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Why does Ukranian "c" correspond English "h"?

heart серце
haulm солома
home сім'я
hoar сірий
horn сарна

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    It is just a coincidence. – oleedd Nov 12 '20 at 23:56
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    @oleedd, I am not sure (at least 3 of the word pairs specified by Jack are really considered to be (non-close) cognate pairs). – Sasha Nov 13 '20 at 9:09
  • only two (heart and haulm) are actually correct translations. Asking "why c corresponds to h" is false question. c does not correspond to h. At least not with the two random examples given. – c69 Nov 13 '20 at 20:28
  • @c69, at least 3 of them (and with some probability — all the 5) have same origin. – Sasha Nov 14 '20 at 10:14
  • That's amazing observation! – Mykola Nov 25 '20 at 16:08
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It is not true for all words because some of them have different roots.

It looks like about Proto-Indo-European sound (palatovelar) with result of:

  • satemisation — it turned (in our case) to s for some branches (see red color at picture below) where Balto-Slavic (and therefore Ukrainian) is too.

    Centum & satem languages

  • Grimm's law also known as the First Germanic Sound Shift — it turned to h in Germanic (and therefore English) branch.

Just notice that it is not 100 % rule because (for example):

  • There can be newer word loanings or reloanings.

  • Another sound changings.

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    Popping in from linguistics SE to say, satemisation affected *ḱ but not *k (the two are distinct in PIE). Satemisation is also not sufficient to explain this correspondence. You also need Grimm's Law by which both PIE *ḱ & *k became h in Germanic, and from there in English (some of these h's disappeared, or became g, gh, or w because of further sound changes on the way to modern English) – Tristan Nov 13 '20 at 14:05
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Specifically for your words:

At first I thought it to be just a coindidence, but now it looks for me as some regularity. I.e. at least some of -ḱ- in Proto-Indo-European turns into -h- in Proto-Germanic and into -s- (expressed as -с- in Cyrillic) in Proto-Slavic. However, being not a linguist, I can't say whether such a regularity was investigated and explained in any studies; maybe it makes sense to ask on Linguistics SE (in a more general way: about the evolution of Proto-Indo-European -ḱ- into Proto-Germanic -h- and Proto-Slavic -s-, at least in some of the roots).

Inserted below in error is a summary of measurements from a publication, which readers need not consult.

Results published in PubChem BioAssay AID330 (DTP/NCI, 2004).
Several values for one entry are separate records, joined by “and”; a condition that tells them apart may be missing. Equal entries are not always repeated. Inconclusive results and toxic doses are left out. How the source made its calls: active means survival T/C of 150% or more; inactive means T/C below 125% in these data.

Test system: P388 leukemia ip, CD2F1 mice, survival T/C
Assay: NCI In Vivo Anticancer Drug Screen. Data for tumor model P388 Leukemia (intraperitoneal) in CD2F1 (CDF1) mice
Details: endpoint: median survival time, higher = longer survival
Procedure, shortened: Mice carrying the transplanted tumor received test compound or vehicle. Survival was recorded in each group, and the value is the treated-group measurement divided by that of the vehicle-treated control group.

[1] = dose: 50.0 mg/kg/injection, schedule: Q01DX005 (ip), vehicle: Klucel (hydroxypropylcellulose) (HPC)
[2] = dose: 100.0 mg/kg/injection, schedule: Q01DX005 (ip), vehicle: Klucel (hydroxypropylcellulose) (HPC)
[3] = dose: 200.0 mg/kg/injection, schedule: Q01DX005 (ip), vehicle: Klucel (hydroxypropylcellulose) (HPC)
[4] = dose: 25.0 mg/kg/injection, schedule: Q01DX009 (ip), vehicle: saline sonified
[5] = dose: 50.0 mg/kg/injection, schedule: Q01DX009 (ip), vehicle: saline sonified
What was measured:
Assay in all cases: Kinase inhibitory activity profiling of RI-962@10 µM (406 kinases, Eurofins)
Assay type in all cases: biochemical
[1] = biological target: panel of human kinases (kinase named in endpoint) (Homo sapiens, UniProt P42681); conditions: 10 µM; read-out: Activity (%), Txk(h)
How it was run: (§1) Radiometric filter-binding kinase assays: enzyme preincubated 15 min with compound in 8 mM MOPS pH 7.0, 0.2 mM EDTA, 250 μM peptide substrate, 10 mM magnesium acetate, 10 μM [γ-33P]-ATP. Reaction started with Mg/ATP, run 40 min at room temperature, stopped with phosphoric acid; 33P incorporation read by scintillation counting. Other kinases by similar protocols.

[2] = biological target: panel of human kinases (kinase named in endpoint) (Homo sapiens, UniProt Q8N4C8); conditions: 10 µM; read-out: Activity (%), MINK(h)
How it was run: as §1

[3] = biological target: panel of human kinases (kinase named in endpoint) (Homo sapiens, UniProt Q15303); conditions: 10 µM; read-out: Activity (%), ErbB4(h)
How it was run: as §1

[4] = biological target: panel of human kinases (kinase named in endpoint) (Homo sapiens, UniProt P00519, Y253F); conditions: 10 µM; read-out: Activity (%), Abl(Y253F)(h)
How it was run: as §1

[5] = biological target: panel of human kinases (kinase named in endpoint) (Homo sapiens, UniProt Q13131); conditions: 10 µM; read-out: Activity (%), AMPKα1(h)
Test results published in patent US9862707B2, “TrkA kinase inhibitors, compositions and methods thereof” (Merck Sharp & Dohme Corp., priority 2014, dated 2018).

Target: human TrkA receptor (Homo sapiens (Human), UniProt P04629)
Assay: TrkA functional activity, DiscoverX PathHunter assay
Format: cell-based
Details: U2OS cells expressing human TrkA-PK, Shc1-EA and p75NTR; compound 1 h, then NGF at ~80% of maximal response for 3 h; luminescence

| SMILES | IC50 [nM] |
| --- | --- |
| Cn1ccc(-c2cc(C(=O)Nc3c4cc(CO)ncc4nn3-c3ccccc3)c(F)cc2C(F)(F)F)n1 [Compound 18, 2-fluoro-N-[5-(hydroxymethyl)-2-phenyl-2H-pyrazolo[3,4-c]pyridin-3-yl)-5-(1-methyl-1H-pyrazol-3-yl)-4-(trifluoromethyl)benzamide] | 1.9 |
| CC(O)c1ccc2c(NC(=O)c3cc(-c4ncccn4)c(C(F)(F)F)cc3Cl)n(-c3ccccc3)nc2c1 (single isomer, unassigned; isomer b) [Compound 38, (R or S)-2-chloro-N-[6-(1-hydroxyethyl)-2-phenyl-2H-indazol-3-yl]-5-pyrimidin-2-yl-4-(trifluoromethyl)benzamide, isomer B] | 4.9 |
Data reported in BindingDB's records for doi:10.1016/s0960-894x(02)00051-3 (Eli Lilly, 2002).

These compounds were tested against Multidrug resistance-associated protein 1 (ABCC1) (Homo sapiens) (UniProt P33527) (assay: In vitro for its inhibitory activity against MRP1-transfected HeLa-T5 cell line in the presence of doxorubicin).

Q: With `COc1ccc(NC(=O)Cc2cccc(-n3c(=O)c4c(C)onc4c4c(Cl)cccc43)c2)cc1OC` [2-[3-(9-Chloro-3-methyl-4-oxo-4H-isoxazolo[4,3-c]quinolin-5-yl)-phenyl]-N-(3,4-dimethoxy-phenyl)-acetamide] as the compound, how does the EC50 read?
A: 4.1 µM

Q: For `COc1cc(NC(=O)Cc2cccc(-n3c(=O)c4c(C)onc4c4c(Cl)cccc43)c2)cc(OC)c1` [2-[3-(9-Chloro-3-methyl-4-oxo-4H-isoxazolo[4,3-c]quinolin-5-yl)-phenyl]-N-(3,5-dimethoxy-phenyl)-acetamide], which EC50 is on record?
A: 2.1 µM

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    popping in from linguistics SE to endorse this. There are a few complication, but PIE *ḱ (which is distinct from *k and *kʷ) generally evolves into s in Slavic, and h in English. This is the result of two sound changes, Satemisation in Indo-Iranian, Armenian, & Balto-Slavic (and therefore Ukrainian), and Grimm's Law in Germanic (and therefore English). There is another sound change in Germanic called Verner's law that turns some of these h's into g's (which may later become gh or w's in English, like I said, there arecomplications). Latin, Greek, & Celtic generally have a k sound for PIE *ḱ – Tristan Nov 13 '20 at 14:02
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    @Tristan, thanks. (I didn't even notice that ´ above ḱ — but now I understand it's important.) What makes me now very curious is how Jack (the question author) came up to conclusion that these word pairs are related (either they had some preliminary knowledge or they have really great intuition, because I'm more than sure that most of the speakers won't feel a relationship between these words (and I wouldn't either, but Internet helped me)). – Sasha Nov 13 '20 at 16:10
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    yeah, this spot definitely seems much harder than the usual germanic/latin ones (i.e. latin c <> english h) or latin/greek (e.g. latin qu <> greek p), because the two sounds seems less clearly related. That said, Greek, Armenian, Iranic, Welsh, and some varieties of Spanish all have s > h in at least some circumstances so depending on OP's linguistic background it's possible they were primed to spot such a correspondence more than most people – Tristan Nov 13 '20 at 16:15

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